The European Space Agency (ESA) wants to see its logo on your next t-shirt, cap or collectible.
The intergovernmental organization, which consists of 22 member states, has now made it easier for individuals and companies that produce goods to obtain permission to use the ESA mark (opens in a new tab). The new process, which essentially involves agreeing to some terms and submitting an online form, marks the first time ESA has allowed brands to be produced without the manufacturer first having to sign a cooperative agreement with the agency.
“This move is another step in the effort to raise awareness and general visibility in Europe of ESA and the great space work we do, work of which we can all be proud,” wrote Josef Aschbacher, ESA’s Director General, in a Twitter post (opens in a new tab) announces the new program on Friday (Jan. 27).
Related: Facts and information about the European Space Agency
Individuals and small businesses that do not need extensive support from ESA to develop or promote their products can now visit the agency’s new online Brand Center (opens in a new tab) to request the use of the ESA logo, astronaut insignia or mission patches. In doing so, they must agree to adhere to some basic design standards.
For example, only certain color backgrounds are allowed to be used with the ESA logo, depending on the color tone — black, white or deep space — chosen for the logo itself.
Or for those who want to use ESA’s various astronaut or robotic probe mission updates, the designs can just be used as is; they may not be altered, nor may they be reproduced so as to appear slanted, stretched or edited in any way. Furthermore, the artwork on the emblem can only be used in the patch format; it cannot be used as a stand-alone illustration.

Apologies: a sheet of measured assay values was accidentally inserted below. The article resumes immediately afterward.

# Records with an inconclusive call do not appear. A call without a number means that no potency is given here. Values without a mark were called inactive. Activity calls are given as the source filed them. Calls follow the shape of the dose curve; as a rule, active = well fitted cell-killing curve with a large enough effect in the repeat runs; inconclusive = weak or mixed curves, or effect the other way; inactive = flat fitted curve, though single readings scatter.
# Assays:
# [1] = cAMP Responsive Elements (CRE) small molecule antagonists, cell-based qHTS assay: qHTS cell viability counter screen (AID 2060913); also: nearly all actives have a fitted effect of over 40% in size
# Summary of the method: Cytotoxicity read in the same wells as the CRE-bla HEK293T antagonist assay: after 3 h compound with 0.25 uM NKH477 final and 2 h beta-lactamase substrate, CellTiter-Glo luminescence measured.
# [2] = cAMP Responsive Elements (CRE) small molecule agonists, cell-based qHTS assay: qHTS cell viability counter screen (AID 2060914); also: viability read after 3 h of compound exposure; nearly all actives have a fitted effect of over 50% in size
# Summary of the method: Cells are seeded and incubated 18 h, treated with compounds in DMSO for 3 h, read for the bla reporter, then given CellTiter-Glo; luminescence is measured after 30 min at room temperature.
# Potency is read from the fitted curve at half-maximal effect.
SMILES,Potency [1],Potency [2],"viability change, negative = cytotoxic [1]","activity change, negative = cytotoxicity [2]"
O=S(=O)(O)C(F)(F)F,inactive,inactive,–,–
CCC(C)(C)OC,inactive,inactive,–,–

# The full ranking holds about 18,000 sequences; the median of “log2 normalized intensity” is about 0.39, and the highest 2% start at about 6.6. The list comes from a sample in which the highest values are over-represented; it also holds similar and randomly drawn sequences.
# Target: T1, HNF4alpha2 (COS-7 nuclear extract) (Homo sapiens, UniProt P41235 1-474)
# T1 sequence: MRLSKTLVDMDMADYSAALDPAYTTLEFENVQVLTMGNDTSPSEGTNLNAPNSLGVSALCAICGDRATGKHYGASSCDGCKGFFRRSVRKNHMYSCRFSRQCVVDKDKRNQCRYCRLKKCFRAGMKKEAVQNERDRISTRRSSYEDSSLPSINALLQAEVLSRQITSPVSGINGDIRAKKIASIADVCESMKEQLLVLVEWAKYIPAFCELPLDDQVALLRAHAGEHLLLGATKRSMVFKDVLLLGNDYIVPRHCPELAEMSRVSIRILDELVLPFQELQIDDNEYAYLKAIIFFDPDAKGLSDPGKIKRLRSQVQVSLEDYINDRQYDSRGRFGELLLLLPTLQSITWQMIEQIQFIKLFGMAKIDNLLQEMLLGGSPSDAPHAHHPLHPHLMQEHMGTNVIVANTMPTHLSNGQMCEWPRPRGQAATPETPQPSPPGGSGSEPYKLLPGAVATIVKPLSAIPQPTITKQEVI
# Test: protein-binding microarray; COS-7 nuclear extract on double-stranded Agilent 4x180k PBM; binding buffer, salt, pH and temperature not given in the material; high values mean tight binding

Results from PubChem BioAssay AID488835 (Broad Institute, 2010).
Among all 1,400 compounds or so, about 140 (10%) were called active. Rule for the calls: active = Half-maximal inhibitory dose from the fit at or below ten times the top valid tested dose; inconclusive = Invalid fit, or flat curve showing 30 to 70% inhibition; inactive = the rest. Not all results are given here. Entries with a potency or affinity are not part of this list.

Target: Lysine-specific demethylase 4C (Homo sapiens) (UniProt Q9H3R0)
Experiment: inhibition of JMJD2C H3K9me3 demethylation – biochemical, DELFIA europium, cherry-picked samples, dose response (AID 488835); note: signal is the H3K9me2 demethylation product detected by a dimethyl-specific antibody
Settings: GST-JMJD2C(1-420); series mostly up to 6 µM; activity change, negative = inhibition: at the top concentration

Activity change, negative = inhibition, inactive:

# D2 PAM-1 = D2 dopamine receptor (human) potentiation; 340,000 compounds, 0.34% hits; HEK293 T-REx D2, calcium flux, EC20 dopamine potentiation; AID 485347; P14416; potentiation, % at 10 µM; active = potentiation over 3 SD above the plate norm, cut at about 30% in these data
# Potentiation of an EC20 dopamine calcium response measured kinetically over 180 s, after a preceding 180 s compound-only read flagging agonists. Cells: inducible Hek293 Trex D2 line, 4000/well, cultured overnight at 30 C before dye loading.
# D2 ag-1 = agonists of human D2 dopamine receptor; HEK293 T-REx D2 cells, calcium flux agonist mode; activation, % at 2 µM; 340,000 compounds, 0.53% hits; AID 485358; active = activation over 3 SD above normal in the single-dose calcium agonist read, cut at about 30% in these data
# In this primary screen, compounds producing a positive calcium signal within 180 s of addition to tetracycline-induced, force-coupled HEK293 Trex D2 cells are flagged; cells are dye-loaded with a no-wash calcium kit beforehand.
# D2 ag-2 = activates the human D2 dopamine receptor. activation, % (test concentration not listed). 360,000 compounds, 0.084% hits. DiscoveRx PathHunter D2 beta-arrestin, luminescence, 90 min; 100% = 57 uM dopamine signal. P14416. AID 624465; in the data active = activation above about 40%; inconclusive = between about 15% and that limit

From the Brand Center, individuals and businesses can find high-resolution and vector graphics for more than 65 ESA mission patches, as well as the astronaut patch, which features the flags of all ESA member states, as well as collaborating and affiliated member flags.
Previously, the selection of ESA-branded goods was limited to clothing and other goods offered through the ESA Space Shop (opens in a new tab)which opened in 2017, or through large corporate partnerships, for example with Mattel, which in 2021 produced a Barbie doll (opens in a new tab) like Italian astronaut Samantha Cristoforetti, or Playmobil, which released a “Mars Expedition” playset (opens in a new tab) same year.
ESA’s new approach to merchandising is similar to NASA’s, which also requires permission and places certain color and usage restrictions on the space agency’s identifiers and artwork. The US agency’s process has led to both mass marketers and luxury brands incorporating the NASA logo (opens in a new tab) into its product lines (opens in a new tab).
In fact, the US program has been so successful that it is now not uncommon to see people wearing NASA-branded shirts or hats out on the streets, and not just domestically, but around the world.
“My personal hope is that this will lead to more Europeans wearing their own space agency t-shirt,” Aschbacher wrote of the new ESA effort.
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